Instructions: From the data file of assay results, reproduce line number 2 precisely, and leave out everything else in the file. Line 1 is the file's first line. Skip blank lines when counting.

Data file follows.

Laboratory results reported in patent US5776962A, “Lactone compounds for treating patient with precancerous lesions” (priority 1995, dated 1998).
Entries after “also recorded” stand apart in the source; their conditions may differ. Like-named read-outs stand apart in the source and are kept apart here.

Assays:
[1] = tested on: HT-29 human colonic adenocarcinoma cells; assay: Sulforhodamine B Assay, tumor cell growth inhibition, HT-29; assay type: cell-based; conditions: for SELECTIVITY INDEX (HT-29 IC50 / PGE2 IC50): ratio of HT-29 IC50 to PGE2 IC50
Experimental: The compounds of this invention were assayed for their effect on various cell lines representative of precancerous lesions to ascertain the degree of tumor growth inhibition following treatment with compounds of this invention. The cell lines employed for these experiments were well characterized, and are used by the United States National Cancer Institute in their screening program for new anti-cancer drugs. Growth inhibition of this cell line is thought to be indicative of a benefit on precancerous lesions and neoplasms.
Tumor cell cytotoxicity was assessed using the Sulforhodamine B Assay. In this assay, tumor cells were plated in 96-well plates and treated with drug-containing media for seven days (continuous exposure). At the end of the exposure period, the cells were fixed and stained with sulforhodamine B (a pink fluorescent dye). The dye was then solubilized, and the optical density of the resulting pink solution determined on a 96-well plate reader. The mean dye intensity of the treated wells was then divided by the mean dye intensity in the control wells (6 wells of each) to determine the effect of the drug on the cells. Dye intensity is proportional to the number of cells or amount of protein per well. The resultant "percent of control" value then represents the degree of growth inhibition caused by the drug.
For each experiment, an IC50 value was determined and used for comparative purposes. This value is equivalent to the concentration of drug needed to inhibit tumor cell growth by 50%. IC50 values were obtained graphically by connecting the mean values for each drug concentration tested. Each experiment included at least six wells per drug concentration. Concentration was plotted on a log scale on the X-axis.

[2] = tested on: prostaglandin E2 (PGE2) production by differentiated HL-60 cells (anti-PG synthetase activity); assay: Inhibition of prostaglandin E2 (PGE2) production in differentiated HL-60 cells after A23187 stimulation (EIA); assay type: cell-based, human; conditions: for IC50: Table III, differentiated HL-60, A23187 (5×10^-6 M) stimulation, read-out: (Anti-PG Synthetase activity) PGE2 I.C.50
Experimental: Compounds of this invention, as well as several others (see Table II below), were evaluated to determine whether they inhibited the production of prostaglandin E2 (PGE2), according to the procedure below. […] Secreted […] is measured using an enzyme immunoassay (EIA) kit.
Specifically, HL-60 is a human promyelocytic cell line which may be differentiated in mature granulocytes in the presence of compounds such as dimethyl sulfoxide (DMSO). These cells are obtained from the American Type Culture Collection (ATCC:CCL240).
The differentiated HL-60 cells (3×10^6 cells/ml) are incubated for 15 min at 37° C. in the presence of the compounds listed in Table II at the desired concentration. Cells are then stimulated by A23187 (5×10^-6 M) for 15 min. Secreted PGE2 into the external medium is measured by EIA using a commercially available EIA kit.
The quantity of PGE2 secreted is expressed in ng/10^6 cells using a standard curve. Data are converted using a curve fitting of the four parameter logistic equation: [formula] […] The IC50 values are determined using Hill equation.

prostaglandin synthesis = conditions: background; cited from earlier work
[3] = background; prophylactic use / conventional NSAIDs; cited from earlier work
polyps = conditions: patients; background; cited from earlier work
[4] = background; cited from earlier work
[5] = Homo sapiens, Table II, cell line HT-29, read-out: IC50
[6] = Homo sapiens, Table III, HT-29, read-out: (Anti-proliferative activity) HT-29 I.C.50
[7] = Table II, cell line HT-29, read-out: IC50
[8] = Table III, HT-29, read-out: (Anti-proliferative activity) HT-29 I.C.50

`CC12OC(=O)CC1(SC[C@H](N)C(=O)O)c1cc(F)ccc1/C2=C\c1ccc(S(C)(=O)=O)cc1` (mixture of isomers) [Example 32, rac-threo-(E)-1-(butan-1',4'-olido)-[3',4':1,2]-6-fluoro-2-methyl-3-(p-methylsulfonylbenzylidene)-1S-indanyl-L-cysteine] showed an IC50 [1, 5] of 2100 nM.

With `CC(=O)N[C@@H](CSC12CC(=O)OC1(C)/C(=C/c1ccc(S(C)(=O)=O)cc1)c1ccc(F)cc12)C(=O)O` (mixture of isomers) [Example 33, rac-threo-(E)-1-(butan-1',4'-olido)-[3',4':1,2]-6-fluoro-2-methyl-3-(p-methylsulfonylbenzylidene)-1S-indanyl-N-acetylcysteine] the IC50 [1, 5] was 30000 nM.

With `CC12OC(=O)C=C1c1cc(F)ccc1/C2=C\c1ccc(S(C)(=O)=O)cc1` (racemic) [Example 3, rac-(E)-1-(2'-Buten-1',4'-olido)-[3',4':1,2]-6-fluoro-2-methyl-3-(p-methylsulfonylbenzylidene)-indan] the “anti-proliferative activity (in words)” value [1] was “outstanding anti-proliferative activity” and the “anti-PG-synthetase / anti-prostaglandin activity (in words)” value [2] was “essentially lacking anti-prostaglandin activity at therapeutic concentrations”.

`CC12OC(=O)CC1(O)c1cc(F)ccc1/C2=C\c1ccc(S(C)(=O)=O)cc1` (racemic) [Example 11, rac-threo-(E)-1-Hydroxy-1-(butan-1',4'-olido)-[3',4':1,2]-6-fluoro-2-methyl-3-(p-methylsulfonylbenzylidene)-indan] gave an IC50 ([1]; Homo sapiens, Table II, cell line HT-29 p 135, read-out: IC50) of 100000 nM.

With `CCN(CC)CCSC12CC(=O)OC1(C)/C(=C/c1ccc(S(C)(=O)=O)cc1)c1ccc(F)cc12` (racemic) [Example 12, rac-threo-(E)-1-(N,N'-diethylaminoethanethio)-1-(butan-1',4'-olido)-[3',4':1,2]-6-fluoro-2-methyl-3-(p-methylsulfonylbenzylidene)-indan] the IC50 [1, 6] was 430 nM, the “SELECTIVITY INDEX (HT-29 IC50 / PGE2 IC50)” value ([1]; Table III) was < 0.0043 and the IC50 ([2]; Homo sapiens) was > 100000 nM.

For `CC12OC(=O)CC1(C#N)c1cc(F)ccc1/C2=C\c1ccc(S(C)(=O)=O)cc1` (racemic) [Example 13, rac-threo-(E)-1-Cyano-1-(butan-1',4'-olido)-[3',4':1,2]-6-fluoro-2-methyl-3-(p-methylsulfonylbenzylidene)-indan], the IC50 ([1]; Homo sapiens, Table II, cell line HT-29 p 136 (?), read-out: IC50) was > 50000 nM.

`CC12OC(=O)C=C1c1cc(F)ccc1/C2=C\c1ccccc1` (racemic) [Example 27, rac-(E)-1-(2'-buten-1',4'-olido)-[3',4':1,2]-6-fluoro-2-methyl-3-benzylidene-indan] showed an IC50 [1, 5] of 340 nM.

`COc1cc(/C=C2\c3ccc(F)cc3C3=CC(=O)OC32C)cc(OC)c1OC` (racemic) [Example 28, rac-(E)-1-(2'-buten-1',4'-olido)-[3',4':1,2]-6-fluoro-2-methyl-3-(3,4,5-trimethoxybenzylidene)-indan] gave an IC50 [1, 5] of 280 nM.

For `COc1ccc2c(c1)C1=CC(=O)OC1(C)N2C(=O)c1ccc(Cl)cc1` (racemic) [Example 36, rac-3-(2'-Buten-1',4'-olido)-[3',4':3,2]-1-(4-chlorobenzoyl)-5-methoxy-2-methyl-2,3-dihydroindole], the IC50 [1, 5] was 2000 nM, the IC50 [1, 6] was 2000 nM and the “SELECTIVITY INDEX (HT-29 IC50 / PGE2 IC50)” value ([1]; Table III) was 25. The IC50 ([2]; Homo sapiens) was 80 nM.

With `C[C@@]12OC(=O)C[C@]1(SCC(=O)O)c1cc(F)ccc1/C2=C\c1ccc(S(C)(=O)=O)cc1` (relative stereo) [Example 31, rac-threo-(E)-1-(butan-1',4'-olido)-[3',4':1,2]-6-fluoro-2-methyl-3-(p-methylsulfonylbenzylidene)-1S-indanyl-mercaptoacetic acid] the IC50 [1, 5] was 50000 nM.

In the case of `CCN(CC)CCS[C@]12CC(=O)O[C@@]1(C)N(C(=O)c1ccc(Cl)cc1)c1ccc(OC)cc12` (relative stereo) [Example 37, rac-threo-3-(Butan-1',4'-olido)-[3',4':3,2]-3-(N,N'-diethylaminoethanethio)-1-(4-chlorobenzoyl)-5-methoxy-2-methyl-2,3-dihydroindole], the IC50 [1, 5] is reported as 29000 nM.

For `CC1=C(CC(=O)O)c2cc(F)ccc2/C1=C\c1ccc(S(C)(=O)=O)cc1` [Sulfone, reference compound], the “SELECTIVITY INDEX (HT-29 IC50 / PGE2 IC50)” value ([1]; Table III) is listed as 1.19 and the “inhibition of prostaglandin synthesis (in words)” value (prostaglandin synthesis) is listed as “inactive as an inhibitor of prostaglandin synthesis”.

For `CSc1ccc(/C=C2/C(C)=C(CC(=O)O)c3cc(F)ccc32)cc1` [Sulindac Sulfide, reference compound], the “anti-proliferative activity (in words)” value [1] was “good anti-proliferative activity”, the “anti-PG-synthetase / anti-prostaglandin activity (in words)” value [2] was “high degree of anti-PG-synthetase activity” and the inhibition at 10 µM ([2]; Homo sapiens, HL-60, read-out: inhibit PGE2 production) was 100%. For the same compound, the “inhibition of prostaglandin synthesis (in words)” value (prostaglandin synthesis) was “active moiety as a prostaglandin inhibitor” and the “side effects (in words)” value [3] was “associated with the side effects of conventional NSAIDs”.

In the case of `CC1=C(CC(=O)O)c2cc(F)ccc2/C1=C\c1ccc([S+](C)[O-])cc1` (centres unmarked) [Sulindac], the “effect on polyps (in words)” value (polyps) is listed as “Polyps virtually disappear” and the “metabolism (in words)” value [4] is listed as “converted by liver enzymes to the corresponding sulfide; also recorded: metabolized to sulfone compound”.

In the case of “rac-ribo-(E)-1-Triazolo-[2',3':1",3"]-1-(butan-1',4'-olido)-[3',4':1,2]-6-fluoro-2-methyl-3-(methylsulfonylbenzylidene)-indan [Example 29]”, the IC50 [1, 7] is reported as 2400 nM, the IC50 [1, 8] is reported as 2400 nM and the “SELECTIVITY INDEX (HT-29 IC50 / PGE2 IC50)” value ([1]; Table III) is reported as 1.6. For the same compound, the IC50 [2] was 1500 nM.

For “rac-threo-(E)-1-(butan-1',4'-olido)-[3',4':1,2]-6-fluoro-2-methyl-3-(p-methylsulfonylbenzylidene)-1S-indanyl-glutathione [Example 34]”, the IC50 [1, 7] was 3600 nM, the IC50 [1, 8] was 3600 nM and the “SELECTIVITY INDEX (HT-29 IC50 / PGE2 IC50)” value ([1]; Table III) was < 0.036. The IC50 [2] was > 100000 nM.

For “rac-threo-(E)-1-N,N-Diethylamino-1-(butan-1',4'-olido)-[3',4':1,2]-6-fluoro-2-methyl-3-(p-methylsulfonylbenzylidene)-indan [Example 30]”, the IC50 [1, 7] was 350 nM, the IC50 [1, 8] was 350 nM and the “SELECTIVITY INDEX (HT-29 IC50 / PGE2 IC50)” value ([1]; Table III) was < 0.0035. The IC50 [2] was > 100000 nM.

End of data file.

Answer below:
Entries after “also recorded” stand apart in the source; their conditions may differ. Like-named read-outs stand apart in the source and are kept apart here.